hey, everyone have told me that multitetxure looks like shit, and GLSL looks nice.

And after 7 years of making games in blender i tested multitexture for the first time in my life…

And i dont know what people ment? because multitexture looks amazing?! o.O

This one above is GLSL…

And this next one below is Multitexture

And seriously, Multitexture just blow my mind when i saw it. hard to belive that it was even blender game engine :stuck_out_tongue:

So really, what does people mean with GLSL is better?

i think because for example to create shadows…you need GLSL…

I dont even have shadows turned on on the Multitexture picture. stil i can clearly see shadows cast from the hills?

I think it is more about knowing what to do or how to adjust settings , whether if you are in glsl or multi texture

This one here is with GLSL
And here a video

And the same scene with Multitexture
Here a video

Also normal maps won’t work in multitexture, AFASIK.

In your example, the GLSL screenshot is not in runtime, so The 2d filters don’t appear.

With static baked lighting, anything that can map images to polygons is going to look as good as the skills of the artist creating it.

When I look at the OP’s screens, I see A) A landscape with no lighting baked, and B) A landscape with lighting baked. A scene without lighting is always going to look more ‘flat’ than a scene with lighting, no matter what kind of rendering you’re using. Either you are mistaken, or are intentionally trying to be misleading. There’s no reason why the first screen can’t display the baked lighting of the second screen.

Try using any kind of real-time lighting in that scene. Or try using multiple texture channels on one material, or normal mapping.
None of these will work well in multi-texture mode.

Regardless, multitexture is a hell of a lot cheaper to render than GLSL, and should be utilized wherever possible.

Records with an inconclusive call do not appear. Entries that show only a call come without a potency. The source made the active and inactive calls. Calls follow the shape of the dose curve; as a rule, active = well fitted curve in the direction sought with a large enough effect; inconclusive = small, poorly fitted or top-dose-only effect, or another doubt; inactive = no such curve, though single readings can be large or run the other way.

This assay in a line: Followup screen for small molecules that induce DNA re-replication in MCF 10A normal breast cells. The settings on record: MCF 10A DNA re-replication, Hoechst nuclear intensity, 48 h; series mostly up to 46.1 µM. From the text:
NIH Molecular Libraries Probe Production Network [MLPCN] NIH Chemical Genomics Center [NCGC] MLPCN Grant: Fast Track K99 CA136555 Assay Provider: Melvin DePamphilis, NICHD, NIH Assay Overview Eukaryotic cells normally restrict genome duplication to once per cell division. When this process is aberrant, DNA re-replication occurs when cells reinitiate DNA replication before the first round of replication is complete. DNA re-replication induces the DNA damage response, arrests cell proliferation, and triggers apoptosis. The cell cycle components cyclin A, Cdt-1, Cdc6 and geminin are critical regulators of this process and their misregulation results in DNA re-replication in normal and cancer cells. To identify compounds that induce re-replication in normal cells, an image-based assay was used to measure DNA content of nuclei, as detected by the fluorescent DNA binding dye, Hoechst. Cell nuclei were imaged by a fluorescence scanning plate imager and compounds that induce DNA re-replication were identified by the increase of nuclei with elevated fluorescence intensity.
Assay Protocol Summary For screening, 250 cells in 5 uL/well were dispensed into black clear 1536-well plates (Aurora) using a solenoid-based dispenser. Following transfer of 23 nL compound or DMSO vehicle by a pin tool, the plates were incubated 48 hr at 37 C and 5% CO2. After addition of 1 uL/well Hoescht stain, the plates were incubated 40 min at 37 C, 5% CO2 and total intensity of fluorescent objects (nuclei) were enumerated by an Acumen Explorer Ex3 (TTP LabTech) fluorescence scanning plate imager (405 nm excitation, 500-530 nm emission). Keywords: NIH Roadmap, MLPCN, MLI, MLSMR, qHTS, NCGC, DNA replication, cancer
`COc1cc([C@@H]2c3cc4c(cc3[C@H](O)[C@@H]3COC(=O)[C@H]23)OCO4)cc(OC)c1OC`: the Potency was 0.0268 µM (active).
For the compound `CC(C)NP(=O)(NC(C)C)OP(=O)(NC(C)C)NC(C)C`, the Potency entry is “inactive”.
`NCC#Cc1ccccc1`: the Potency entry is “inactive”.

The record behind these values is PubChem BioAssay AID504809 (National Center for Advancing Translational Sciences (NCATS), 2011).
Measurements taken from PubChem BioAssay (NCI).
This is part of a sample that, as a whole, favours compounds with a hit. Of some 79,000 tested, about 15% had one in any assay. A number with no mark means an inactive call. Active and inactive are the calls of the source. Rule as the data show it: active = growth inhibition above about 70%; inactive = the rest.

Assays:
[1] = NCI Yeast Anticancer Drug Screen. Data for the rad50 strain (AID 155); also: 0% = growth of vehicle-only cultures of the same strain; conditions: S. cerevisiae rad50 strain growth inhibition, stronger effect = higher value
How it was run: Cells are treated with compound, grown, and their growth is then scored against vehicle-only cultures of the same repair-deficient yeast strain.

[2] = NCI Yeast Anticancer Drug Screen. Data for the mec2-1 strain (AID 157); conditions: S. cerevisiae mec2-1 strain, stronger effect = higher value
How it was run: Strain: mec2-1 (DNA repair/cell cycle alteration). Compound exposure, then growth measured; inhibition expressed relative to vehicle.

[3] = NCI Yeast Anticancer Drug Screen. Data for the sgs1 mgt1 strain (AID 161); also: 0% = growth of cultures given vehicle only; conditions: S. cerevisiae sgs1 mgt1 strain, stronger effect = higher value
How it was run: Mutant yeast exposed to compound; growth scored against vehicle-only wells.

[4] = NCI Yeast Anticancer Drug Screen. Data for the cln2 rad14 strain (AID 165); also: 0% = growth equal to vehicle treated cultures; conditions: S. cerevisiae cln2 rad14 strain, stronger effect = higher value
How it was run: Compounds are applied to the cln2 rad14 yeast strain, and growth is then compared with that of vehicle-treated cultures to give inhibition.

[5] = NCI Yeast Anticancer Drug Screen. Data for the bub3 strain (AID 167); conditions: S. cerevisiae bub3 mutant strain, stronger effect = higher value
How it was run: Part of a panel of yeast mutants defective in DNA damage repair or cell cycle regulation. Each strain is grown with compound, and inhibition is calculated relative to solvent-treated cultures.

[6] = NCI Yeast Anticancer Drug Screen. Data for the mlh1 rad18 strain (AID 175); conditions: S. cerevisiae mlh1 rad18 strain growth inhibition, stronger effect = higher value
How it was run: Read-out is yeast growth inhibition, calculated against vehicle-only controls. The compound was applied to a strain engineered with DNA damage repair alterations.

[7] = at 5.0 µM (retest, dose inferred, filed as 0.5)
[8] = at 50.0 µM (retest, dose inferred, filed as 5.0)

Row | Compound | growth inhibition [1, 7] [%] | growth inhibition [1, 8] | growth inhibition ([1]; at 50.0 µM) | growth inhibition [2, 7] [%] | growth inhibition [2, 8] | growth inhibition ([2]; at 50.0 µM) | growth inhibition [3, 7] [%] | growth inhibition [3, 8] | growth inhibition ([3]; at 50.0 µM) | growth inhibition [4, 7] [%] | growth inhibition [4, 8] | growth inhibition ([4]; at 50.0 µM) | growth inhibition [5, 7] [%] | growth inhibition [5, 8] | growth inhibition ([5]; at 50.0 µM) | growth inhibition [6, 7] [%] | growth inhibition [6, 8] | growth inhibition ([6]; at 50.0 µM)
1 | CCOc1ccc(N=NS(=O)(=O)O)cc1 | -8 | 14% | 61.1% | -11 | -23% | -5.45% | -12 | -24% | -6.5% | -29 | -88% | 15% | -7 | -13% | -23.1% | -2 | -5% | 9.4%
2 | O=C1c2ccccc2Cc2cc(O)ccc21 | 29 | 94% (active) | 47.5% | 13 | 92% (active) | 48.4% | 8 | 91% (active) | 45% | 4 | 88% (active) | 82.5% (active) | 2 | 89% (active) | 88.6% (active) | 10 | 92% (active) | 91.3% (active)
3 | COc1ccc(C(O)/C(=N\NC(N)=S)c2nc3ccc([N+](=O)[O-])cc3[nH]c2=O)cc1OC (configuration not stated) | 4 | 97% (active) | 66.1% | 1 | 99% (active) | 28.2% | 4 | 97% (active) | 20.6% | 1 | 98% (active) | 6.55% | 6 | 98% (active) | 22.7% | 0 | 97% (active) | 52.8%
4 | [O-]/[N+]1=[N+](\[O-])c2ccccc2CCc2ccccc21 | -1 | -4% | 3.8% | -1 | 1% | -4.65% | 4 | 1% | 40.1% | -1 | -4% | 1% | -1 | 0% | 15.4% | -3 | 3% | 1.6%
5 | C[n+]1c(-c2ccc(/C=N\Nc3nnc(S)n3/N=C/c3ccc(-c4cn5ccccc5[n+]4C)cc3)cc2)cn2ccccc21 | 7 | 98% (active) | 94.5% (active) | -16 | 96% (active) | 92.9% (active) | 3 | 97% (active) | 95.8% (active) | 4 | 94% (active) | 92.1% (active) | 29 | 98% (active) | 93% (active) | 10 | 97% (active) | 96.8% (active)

1st post example. Maybe you are using incorrect light.

GLSL is generally the better looking of the two shading modes; if you’re looking at results like the first post and find that MultiTexture has shading and lighting while GLSL mode doesn’t, I’d guess you’re viewing a scene that was made for MultiTexture mode (i.e. the lighting layer’s baked and appears in MultiTexture mode). Multitexture mode has no built-in shadowing system, and the lighting is per-vertex as opposed to the smoother per-fragment lighting in GLSL mode.

So, your statements and results don’t match up with what I thought to be the truth. A test blend file would be nice.

GLSL is not “better looking” it is a different render technique. It allows different features. Some features are shared (showing textures on a face) others are unique (shaders on a material).

In general the GLSL rendering (should) can do everything that Multitexture rendering can do.

If the things are better looking depends on your artistic skills.

A pencil drawing can look better than a oil drawing. Oil painting has more features than pencil drawing, but oil painting does not automatically makes a good looking painting. That’s why I find it so funny that people cry for “AAA features” but can’t create more than a cube-character.

Yeah, I just phrased it that way to be succinct. It’s not “better looking” by default, but it allows you to do more visually and supports more, so it’s the “visually better” shading mode.

I’d say it’s more like the difference between physical art (pencils, oil painting) and digital art. You can make fine art with physical mediums, but digital art allows you to create more using additional methods.